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Disarmament Diplomacy

Issue No. 65, July - August 2002

US, UK Urge New Start for BWC

Following the collapse last year of efforts to negotiate a verification protocol to the Biological Weapons Convention (BWC), the United States - the chief opponent of a protocol - and the United Kingdom are leading efforts to revitalise efforts to strengthen the treaty. The Convention's Fifth Review Conference was suspended in December 2001, after a last-minute US bid to formally terminate the work of the ad hoc group negotiating a protocol was greeted with dismay and anger (see Jenni Rissanen, 'Left in Limbo: Review Conference Suspended on Edge of Collapse', Disarmament Diplomacy No. 62, January/February 2002). The Conference is scheduled to resume in November this year.

On April 29, Britain's Foreign Secretary, Jack Straw, announced the release of a Green Paper (a paper containing proposals for discussion) entitled 'Strengthening the Biological and Toxin Weapons Convention: Countering the Threat from Biological Weapons'. The paper charts a roadmap for reform bypassing the need for a protocol, while offering the prospect of fresh multilateral negotiations, perhaps commencing in earnest at the resumed Review Conference, on new measures to counter the BW threat. According to Straw: "The issue for the United States is not remotely whether we better enforce the Convention, it is how that is done... The US administration has made a series of very constructive proposals for the better enforcement of the Convention. What I hope is that it will regard these proposals as positive and constructive. ... The proposals...should command wide international consensus..." Straw added that, on the crucial question of compliance, the British proposals would grant the UN Secretary-General "the power, where he has credible evidence, to order inspections of a country's facilities if it looks as though those countries are themselves developing or using chemical or biological weapons." The paper itself suggests that investigations into non-compliance "could take the form of an expanded and revised version of the existing UN Secretary-General process for investigating alleged CBW use", or "alternatively...be included in either a free-standing or combined international agreement that covered other topics such as assistance in the event or threat of BW attack."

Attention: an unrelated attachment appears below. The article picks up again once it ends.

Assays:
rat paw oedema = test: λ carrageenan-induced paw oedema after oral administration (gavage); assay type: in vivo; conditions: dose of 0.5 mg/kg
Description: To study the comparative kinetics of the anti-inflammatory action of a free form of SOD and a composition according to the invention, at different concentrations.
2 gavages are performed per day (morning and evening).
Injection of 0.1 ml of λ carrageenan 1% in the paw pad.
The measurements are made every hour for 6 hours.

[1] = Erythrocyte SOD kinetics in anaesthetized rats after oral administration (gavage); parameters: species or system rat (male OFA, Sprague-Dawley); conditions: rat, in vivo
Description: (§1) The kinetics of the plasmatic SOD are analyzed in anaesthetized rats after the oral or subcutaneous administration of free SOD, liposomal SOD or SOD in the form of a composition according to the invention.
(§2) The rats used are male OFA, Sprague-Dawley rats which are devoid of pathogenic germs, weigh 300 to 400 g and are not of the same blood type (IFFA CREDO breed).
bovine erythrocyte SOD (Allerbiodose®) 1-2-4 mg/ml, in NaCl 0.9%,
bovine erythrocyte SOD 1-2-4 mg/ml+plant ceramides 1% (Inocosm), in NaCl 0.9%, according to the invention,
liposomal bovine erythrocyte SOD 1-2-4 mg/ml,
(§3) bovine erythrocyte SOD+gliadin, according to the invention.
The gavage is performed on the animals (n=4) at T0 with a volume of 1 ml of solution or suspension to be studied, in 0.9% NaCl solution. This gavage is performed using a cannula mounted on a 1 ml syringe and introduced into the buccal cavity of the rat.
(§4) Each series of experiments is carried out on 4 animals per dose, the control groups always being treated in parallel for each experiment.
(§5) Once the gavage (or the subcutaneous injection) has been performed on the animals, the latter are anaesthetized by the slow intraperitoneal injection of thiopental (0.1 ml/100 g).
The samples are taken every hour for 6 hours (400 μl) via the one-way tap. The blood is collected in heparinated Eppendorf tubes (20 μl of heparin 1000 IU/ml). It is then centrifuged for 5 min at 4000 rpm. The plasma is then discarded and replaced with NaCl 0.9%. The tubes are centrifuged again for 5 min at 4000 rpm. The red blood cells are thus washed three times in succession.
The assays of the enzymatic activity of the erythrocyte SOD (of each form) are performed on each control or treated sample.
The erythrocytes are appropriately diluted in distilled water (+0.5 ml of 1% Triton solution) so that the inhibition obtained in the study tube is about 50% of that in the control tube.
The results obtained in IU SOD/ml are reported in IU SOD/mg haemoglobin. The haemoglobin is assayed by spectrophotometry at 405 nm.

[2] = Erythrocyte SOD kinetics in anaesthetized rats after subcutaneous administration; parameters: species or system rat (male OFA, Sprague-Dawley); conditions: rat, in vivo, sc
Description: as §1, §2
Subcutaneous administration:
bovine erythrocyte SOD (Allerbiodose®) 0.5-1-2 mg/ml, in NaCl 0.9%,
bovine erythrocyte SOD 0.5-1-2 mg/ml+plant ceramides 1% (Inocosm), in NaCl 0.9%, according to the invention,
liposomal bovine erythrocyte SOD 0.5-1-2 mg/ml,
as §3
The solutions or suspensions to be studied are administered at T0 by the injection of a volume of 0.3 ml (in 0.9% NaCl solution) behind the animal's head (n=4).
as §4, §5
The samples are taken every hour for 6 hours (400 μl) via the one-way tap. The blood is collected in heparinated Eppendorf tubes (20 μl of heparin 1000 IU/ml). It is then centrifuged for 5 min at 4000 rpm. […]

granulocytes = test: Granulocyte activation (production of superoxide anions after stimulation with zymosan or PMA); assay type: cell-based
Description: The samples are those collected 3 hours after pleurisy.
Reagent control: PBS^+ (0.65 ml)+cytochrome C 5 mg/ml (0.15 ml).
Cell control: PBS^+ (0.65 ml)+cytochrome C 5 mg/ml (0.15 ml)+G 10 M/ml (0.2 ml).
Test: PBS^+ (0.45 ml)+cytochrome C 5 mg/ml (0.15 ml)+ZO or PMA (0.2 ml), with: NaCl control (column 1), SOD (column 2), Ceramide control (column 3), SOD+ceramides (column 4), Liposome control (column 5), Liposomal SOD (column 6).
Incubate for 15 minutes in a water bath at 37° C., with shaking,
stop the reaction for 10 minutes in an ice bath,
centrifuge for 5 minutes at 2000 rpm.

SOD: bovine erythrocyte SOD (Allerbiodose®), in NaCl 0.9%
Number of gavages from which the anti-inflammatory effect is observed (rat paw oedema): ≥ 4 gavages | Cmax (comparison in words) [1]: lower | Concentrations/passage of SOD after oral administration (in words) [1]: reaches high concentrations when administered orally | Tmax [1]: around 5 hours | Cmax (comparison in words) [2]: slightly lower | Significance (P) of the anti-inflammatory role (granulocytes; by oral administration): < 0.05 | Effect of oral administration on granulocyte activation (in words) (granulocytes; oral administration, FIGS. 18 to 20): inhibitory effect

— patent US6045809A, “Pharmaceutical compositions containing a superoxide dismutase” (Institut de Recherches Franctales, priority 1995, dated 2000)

The Executive Summary to the Green Paper reads:

"Work has been underway for many years to develop measures to make the 1972 Biological and Toxin Weapons Convention more effective. The failure last year of the states parties to agree on the text of a Protocol to the Convention was undoubtedly a disappointment. Despite this outcome it is still essential to find ways in which the Convention can be strengthened. ... The paper identifies the following possible measures for consideration:

  • investigations into non-compliance with the Convention (alleged use of BW, misuse of facilities and suspicious outbreaks of disease).
  • assistance in the event, or threat, of use of BW.
  • national criminal legislation and extradition procedures: in those cases where they have not already done so, states parties should pass national criminal legislation translating the prohibitions in the Convention into domestic law.
  • Scientific Advisory Panel: in view of the dramatic pace of technical change in the life sciences as described here, an open ended body of government and non-government scientists should meet every one or two years to review the rate of change and assess their implications for the Convention and measures being taken to strengthen it.
  • revised Confidence Building Measures (CBMs): existing CBMs should be revisited to see whether there is scope for improving and expanding their breadth and scope. Expanded CBMs might include more detailed voluntary exchanges on the level of information as well as voluntary visits to be agreed between participating states parties to facilities notified under the existing or revised CBMs, or indeed to any facilities that it was agreed could be subject to visits, reciprocal or otherwise.
  • a new Convention on Physical Protection of dangerous pathogens: consideration should be given to the feasibility and desirability of establishing a new international agreement that would set standards for effective physical protection of dangerous pathogens held or worked upon in academic, government, industrial or research laboratories.